Edgar E. Lewis

Edgar E. Lewis was born in 1930 on the family ranch north of Lavina, Montana to Victor and Lena Lewis, the youngest of seven children. He went to school in a one-room country schoolhouse and attended Lavina High School.

In 1942, his oldest brothers went into the Army leaving Edgar, another brother and Edgar’s dad to take care of the ranch. They did all the haying, feeding, and farming with horses.

At age ten, Edgar and his dad trailed their cattle from the home place to a Forest Reserve summer lease in Swimming Woman Canyon. They would bring a pack horse with them to carry the salt and any provisions they would need for this five-day round trip. Today the cattle are still trailed to Swimming Woman for the summer, but now that they have pickups and horse trailers, it is not quite the adventure it was 75 years ago! Times were hard growing up, and there was little money, but the whole family worked hard to raise and grow their own food. However, they did not eat the cattle they raised as that money was needed to make their land payment. The cattle were trailed to Lavina where they were shipped to market in Chicago via the railroad. Edgar recalls one year the cattle did not bring enough to pay the freight, so Edgar and his siblings milked cows to help make ends meet. They would sell the cream, and his mother would make cottage cheese and butter to sell also. The money they made from that would help buy clothes and other essentials for the family.

But even though Edgar and his family worked hard all year, and some years had very little to show for it, Edgar loved the ranch and way of life. So it was no surprise that he would come back to the ranch after serving in the Korean War. After he was discharged from the army in 1954 and returning to the ranch, he told his dad there was a ranch for sale 25 miles north in the Snowy Mountains. They could summer the cattle there and the pastures could be hayed. Edgar wanted to buy it but his dad thought he was crazy; it was $20 an acre! However, Edgar got his dream of summering his cattle in the mountains. He still spends his summers up there with his cattle and his wife, Anna, of 62 years. So for the last 60 plus years, all the cattle have been trailed up the county road to the mountains on horseback with Edgar in the lead. Early on, two of Edgar’s older brothers ranched with him, and he had four nephews that would help with the bi-annual trail drives. As Edgar’s four children got old enough they became the riders for the two-day trip. Along the way the riders could enjoy the beautiful mountains surrounding them and the sound of Edgar yodeling as he drove his cattle to summer pasture.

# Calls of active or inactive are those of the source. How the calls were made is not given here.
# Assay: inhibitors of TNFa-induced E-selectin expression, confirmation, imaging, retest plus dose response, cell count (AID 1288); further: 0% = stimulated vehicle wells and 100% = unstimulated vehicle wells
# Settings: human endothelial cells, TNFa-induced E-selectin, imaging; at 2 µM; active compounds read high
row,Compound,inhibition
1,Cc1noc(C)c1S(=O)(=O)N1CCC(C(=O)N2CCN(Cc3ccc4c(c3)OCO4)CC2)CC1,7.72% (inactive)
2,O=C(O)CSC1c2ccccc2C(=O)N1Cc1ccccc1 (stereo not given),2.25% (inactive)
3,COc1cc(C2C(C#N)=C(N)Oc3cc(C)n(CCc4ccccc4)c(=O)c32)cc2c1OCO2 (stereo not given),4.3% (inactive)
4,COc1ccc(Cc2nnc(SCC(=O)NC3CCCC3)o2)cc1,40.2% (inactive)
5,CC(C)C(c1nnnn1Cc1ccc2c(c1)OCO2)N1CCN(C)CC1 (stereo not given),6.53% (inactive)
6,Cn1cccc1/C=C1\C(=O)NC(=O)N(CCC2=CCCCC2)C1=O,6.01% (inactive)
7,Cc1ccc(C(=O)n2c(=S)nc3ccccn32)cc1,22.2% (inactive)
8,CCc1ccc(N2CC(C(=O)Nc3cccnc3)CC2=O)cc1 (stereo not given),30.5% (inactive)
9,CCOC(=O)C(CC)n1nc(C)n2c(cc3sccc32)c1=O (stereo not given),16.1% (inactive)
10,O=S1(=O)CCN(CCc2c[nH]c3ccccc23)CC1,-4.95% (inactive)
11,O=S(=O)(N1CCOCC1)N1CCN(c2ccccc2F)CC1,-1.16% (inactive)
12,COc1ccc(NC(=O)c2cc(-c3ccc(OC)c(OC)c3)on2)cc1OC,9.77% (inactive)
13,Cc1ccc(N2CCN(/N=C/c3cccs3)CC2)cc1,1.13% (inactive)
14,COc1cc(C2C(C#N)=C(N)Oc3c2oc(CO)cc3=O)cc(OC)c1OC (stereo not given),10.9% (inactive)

Haying in the summer was labor intensive as the entire hay crop was put up as small square bales and was stacked by hand. That meant the hay crop in the mountains had to be stacked twice because it was hauled down to the lower ranch for the winter. Edgar needed to hire extra help in the summer to get this work done but says it was never a problem finding someone to do the job. You see, Anna has quite a reputation as a good cook so all the high school boys were anxious to stack bales because they knew that three meals a day of Anna's home cooking was part of their pay. Edgar says Anna is the single most important reason he has been able to ranch successfully all these years. He says he never could have accomplished all that he has without her by his side helping and supporting him along the way.

Though not nearly as important as a good wife, a good horse is part of the equation also. Edgar has had a number of horses through the years but probably his favorite was his palomino named Buck. This horse would load up in the back of a pickup (and a stock rack was optional). One day Edgar stopped to visit a neighbor with Buck in the back of the pickup without the rack. Buck must have thought Edgar was taking too long so he jumped out of the pickup and headed down the road toward home. Edgar was pretty surprised when he came out of his neighbor’s house to find his pickup still there but no horse in the back!

At 86, Edgar is one of the finest riders you will ever see. He and his mare, Shantel, spend a lot of hours together in the fall gathering cattle. When Edgar mounts that horse, it is like he is 40 years younger. He carries himself so well in the saddle that it is hard to tell the difference between him and his son, John, when they are riding side by side.

Edgar also felt it was important to serve his community and support the organizations that helped strengthen agriculture. He served on the Board of Directors for Montana Livestock Ag Credit from 1986 to 1998, with two of those years as Chairman of the Board. He served Golden Valley County as Commissioner from 1989 to 2002. He is a member of the Golden Valley Stockgrowers and the Montana Stockgrowers Association where he served on the Executive Committee for four years. He is a member of the Montana Farm Bureau and served as a Director for them for four years. From 1977 to 1991, he served on the Montana Beef Council. In addition, he also represented Montana on the National Cattleman's Beef Promotion and Research Board from 1986 to 1991. He is a lifetime Mason and a lifelong rancher.